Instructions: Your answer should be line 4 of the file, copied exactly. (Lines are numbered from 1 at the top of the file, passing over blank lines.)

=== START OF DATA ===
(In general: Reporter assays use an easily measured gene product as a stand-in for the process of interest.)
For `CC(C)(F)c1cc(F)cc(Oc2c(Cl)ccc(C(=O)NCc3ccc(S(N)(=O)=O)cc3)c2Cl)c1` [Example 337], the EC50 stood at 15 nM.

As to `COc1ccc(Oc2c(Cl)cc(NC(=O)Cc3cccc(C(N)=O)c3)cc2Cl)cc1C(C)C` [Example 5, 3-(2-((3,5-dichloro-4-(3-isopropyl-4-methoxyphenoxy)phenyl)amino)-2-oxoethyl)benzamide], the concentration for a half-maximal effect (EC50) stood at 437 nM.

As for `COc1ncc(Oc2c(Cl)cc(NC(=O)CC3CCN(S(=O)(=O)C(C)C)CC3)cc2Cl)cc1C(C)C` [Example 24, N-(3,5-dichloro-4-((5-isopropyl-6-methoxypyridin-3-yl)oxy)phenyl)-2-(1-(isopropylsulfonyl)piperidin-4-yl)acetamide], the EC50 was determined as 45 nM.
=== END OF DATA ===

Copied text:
As for `COc1ncc(Oc2c(Cl)cc(NC(=O)CC3CCN(S(=O)(=O)C(C)C)CC3)cc2Cl)cc1C(C)C` [Example 24, N-(3,5-dichloro-4-((5-isopropyl-6-methoxypyridin-3-yl)oxy)phenyl)-2-(1-(isopropylsulfonyl)piperidin-4-yl)acetamide], the EC50 was determined as 45 nM.